West Yorkshire cyclist Ryan Anderton will this July ride the route taken by the late Lee Fancourt when he set a Guinness World Record for the fastest crossing of Europe from North to South, with the aim of raising awareness of mental health issues and suicide prevention.
Multiple record-breaking cyclist Fancourt, from Gloucester, was found dead on 19 January last year with a coroner’s inquest concluding that he had taken his own life through an overdose of cocaine and other drugs.
The 40-year-old, who had suffered from mental health problems, was discovered by police in his car in a lay-by after he was reported missing by his family due to concerns about his welfare.
Anderton, who has himself suffered from depression and suicidal thoughts, says that taking up cycling in 2016 has helped turn his life around. Last year, he rode 4,800 miles around the coastline of Great Britain in 42 days to raise £7,000 for the mental health charity Mind.
In July, he will set out on the route that Fancourt took in summer 2015 when he rode from North Cape in Norway to Tarifa in Spain to set his Guinness World Record of 21 days, 14 hours and 23 minutes.
Anderton’s ride from Norway to Spain will take him through the same 10 countries Fancourt visited – Finland, Russia, Estonia, Latvia, Lithuania, Poland, Germany, Czech Republic, Switzerland and France.
He will be providing updates on his training through the hashtag #RyanRidesAcrossEurope on his Recycle Yourself Campaign social media accounts, and is looking for companies willing to support him and help raise awareness about mental health.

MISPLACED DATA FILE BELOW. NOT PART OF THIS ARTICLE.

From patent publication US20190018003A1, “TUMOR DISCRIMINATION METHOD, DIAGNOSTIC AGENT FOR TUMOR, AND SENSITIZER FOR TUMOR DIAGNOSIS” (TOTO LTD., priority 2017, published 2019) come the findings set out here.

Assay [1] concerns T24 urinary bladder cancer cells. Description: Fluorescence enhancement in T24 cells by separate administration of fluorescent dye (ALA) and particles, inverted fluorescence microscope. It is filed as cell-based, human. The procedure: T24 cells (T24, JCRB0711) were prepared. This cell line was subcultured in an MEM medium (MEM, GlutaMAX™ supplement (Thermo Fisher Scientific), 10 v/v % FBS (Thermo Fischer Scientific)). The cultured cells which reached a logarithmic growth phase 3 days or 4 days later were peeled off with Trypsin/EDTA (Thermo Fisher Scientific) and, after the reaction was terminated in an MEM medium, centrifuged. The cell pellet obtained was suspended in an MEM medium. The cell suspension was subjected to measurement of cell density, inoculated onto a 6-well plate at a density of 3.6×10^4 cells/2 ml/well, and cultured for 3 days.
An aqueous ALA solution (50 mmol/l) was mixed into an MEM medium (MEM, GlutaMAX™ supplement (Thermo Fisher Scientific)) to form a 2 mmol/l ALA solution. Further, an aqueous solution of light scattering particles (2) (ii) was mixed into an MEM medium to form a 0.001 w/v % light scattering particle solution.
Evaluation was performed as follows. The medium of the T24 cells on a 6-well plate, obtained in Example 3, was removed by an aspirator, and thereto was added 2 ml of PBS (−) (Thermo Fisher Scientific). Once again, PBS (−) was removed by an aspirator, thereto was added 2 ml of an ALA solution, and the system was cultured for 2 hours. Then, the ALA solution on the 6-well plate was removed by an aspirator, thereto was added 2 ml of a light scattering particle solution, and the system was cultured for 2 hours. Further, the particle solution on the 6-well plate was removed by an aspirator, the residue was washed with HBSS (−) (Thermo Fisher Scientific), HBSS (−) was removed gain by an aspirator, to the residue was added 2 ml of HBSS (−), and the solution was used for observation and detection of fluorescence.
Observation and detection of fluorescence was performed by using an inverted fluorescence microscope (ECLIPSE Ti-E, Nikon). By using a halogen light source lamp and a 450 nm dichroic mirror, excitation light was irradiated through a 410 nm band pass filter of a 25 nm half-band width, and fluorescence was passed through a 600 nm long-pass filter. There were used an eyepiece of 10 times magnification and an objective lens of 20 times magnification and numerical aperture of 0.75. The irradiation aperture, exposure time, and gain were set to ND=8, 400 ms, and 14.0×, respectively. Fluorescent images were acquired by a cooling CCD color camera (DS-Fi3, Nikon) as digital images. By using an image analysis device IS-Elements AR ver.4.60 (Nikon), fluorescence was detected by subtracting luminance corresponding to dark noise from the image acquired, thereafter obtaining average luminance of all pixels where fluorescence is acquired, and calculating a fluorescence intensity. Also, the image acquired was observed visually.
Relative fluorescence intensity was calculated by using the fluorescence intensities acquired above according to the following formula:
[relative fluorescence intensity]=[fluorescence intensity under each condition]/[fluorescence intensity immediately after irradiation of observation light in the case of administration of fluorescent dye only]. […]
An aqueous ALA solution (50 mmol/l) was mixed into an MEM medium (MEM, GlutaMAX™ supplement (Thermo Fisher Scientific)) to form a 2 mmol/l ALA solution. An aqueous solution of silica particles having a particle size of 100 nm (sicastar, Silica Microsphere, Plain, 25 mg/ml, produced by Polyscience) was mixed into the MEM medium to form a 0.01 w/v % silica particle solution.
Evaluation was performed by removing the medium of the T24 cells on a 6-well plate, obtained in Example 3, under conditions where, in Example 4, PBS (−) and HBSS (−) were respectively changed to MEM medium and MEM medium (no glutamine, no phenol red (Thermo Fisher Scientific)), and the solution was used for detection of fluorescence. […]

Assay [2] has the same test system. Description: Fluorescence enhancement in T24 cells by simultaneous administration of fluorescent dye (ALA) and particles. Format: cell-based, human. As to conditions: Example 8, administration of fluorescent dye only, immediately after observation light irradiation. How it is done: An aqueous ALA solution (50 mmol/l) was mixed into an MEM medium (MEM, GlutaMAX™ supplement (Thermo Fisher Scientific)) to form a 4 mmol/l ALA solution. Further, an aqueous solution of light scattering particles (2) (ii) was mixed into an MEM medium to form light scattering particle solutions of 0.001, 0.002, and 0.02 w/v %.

“With one in four people suffering some form of mental challenge most people will know of someone that has been affected and with the growing numbers of suicide in the UK this is a great way to support a much needed area of health and gain publicity for your organisation,” states a press release announcing his forthcoming challenge.
He can be contacted via his website, www.recycleyourselfcampaign.co.uk.
Simon has been news editor at road.cc since 2009, reporting on 10 editions and counting of pro cycling’s biggest races such as the Tour de France, stories on issues including infrastructure and campaigning, and interviewing some of the biggest names in cycling. A law and languages graduate, published translator and former retail analyst, his background has proved invaluable in reporting on issues as diverse as cycling-related court cases, anti-doping investigations, and the bike industry. He splits his time between London and Cambridge, and loves taking his miniature schnauzer Elodie on adventures in the basket of her Elephant Bike.